NYAPRS Note: Please note today’s article in the New York Times about the rift that has existed for decades between advocates for and against recovery, rehabilitation and peer support as regards people with the most serious mental health needs. Here’s our reaction to the article and the issue:
Re-Balancing Federal Mental Health Policy Need Not Have To Choose Between Extremes
“Remedies to address the mental health crisis in our country are not served by the longtime rift referenced in today’s New York Times (see below) that needlessly pits medical and recovery approaches against each other. It should be made clear, for example, that recovery and rehabilitative approaches are uniquely effective in offering help to the most distressed, that peer to peer supporters are not inevitably against treatment and medication and that rights advocates are primarily focused on helping people in the greatest need to get access to more treatment, rather than to avoiding it.
Policy makers and the public should understand that millions of Americans with the most serious behavioral health conditions would indeed be homeless, incarcerated or deadif recovery providers were not there,offering crisis support and criminal justice diversion, homeless outreach and housing and suicide prevention and early interventions.
Increasingly medical and rehabilitative are coming together to provide the best interventions for Americans with the most serious health needs, and services to those with the most serious mental health conditions need not be any different.
Re-balancing federal policy need not have to choose between one extreme or the other. Many of us, like me, take medication and, at the same time, rely on peer support to find our hope and our health.
We must join forces in the coming months to work with the new Assistant for Mental Health to transcend internecine battles that do not serve people with the most serious needs and that might actually undo decades of progress that could needlessly deny recovery, rehabilitation and peer support to Americans in the greatest need. They need all of us to work together now.”
Trump’s Pick for Mental Health ‘Czar’ Highlights Rift
By Benedict Carey And Sheri Fink New York Times May 24, 2017
For decades, therapists, patient advocates and countless families have worked to elevate mental health care in the political conversation. Their cause recently received a big boost when a new law created a federal mental health “czar” to help overhaul the system and bridge more than 100 federal agencies concerned with mental health.
But the White House’s choice for the first person to fill that position has already been divisive, exposing longstanding rifts within the field that may be difficult to mend.
President Trump has announced his intention to nominate Elinore F. McCance-Katz for the new position, assistant secretary for mental health and substance use. Dr. McCance-Katz is a psychiatrist whose long career has been focused on treating drug addiction, in particular opioid abuse. She has the support of several prominent groups, including the American Psychiatric Association and the National Alliance on Mental Illness, but others, including the Foundation for Excellence in Mental Health Care, are skeptical.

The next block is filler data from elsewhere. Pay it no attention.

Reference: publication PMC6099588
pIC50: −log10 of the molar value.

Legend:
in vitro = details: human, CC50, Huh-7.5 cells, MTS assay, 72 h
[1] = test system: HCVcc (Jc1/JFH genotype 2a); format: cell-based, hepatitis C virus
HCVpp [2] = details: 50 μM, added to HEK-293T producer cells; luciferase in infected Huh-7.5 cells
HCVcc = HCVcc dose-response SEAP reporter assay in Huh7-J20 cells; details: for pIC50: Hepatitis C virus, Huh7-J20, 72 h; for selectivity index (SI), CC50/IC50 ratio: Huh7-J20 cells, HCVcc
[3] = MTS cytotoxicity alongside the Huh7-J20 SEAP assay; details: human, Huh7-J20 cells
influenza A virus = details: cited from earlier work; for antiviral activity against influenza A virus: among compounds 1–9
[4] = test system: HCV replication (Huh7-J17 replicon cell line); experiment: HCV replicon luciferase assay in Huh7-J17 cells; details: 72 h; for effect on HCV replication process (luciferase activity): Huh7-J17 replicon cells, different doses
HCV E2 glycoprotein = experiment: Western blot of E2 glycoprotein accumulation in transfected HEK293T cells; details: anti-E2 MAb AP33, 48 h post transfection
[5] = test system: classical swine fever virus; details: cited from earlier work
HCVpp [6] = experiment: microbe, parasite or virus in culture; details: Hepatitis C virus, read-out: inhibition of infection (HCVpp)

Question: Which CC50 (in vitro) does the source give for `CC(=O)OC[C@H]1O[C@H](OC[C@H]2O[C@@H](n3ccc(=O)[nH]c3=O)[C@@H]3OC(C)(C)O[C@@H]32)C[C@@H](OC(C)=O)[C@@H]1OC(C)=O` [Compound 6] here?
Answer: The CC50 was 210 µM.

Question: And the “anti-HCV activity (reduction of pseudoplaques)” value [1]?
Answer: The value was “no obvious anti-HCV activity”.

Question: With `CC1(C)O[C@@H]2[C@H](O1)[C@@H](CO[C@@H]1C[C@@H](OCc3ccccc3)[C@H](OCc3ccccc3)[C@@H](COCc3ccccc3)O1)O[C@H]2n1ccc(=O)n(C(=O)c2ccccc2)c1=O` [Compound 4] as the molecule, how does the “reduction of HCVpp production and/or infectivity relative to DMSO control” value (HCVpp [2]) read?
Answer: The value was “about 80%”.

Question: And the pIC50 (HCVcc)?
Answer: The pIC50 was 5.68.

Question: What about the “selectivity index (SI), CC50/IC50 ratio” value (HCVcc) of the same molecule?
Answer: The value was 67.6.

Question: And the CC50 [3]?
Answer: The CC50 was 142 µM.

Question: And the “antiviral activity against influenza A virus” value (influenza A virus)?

A central tension in the debate is between the medical model of psychiatry, which emphasizes drug and hospital treatment and which Dr. McCance-Katz has promoted, and the so-called psychosocial, which puts more emphasis on community care and support from family and peers.
“I feel like I died and went to heaven,” a prominent backer of the medical approach, Dr. E. Fuller Torrey, associate director of the Stanley Research Institute, said of the new position and Dr. McCance-Katz as its nominee. “I honestly didn’t think I’d see something like this happen in my lifetime.” Dr. Torrey and an organization he co-founded, the Treatment Advocacy Center, has been pushing to expand medical psychiatric services for more than 20 years.
But Harvey Rosenthal, executive director of the New York Association of Psychiatric Rehabilitation Services, which is funded in small part by Samhsa, said he was concerned about the potential direction the appointment of Dr. McCance-Katz could signal. “I fear that in this political environment it could denigrate and unravel some of the great progress we’ve made in person-centered recovery and rehabilitation services and peer support.”
Dr. McCance-Katz declined to comment, citing the continuing confirmation process.
For partisans, this rift is tribal: Those on the medical side are appalled at the lack of hospital beds and aggressive court-ordered — i.e. involuntary — drug treatment for people most in need, particularly those with schizophrenia, many of whom do not believe they need treatment and end up in prison.
On the other side, advocates, former patients, and some doctors argue that medical treatment by itself — beds and meds, as they call it — is often not sufficient and, when forced, can alienate the people it is meant to help.